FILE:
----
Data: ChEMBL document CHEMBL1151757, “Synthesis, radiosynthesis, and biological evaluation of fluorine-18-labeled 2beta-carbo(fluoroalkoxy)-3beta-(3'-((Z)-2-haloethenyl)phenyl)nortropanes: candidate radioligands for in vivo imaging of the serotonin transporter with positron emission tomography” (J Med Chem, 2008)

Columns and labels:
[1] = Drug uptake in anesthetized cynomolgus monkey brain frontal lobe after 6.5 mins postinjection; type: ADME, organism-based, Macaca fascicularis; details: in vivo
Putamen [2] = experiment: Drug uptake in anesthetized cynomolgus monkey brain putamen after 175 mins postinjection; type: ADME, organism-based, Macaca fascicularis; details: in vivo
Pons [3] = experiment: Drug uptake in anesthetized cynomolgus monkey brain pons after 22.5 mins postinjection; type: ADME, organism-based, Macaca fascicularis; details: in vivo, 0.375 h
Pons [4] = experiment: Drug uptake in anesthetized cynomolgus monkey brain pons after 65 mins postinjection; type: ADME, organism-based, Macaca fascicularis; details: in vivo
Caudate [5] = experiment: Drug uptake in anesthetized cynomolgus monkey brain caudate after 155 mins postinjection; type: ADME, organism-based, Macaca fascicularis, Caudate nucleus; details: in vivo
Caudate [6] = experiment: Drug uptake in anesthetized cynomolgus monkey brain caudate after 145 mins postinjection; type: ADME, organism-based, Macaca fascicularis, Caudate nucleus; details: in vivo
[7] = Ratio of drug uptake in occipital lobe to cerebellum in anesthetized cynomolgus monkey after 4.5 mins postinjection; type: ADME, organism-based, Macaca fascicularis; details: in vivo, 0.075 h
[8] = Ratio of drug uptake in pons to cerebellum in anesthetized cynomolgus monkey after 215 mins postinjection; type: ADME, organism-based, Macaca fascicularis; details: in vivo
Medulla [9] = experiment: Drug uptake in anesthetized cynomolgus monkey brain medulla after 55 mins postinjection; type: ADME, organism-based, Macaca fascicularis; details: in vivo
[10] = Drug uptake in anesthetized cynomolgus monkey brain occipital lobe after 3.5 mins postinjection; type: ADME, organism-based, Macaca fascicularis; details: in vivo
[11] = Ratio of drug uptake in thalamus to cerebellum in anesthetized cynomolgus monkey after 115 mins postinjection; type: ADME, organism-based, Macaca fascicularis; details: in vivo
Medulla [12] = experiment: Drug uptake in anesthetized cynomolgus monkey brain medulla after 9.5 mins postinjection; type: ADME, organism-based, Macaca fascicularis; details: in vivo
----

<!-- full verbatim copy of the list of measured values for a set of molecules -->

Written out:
Data: ChEMBL document CHEMBL1151757, “Synthesis, radiosynthesis, and biological evaluation of fluorine-18-labeled 2beta-carbo(fluoroalkoxy)-3beta-(3'-((Z)-2-haloethenyl)phenyl)nortropanes: candidate radioligands for in vivo imaging of the serotonin transporter with positron emission tomography” (J Med Chem, 2008)

Columns and labels:
[1] = Drug uptake in anesthetized cynomolgus monkey brain frontal lobe after 6.5 mins postinjection; type: ADME, organism-based, Macaca fascicularis; details: in vivo
Putamen [2] = experiment: Drug uptake in anesthetized cynomolgus monkey brain putamen after 175 mins postinjection; type: ADME, organism-based, Macaca fascicularis; details: in vivo
Pons [3] = experiment: Drug uptake in anesthetized cynomolgus monkey brain pons after 22.5 mins postinjection; type: ADME, organism-based, Macaca fascicularis; details: in vivo, 0.375 h
Pons [4] = experiment: Drug uptake in anesthetized cynomolgus monkey brain pons after 65 mins postinjection; type: ADME, organism-based, Macaca fascicularis; details: in vivo
Caudate [5] = experiment: Drug uptake in anesthetized cynomolgus monkey brain caudate after 155 mins postinjection; type: ADME, organism-based, Macaca fascicularis, Caudate nucleus; details: in vivo
Caudate [6] = experiment: Drug uptake in anesthetized cynomolgus monkey brain caudate after 145 mins postinjection; type: ADME, organism-based, Macaca fascicularis, Caudate nucleus; details: in vivo
[7] = Ratio of drug uptake in occipital lobe to cerebellum in anesthetized cynomolgus monkey after 4.5 mins postinjection; type: ADME, organism-based, Macaca fascicularis; details: in vivo, 0.075 h
[8] = Ratio of drug uptake in pons to cerebellum in anesthetized cynomolgus monkey after 215 mins postinjection; type: ADME, organism-based, Macaca fascicularis; details: in vivo
Medulla [9] = experiment: Drug uptake in anesthetized cynomolgus monkey brain medulla after 55 mins postinjection; type: ADME, organism-based, Macaca fascicularis; details: in vivo
[10] = Drug uptake in anesthetized cynomolgus monkey brain occipital lobe after 3.5 mins postinjection; type: ADME, organism-based, Macaca fascicularis; details: in vivo
[11] = Ratio of drug uptake in thalamus to cerebellum in anesthetized cynomolgus monkey after 115 mins postinjection; type: ADME, organism-based, Macaca fascicularis; details: in vivo
Medulla [12] = experiment: Drug uptake in anesthetized cynomolgus monkey brain medulla after 9.5 mins postinjection; type: ADME, organism-based, Macaca fascicularis; details: in vivo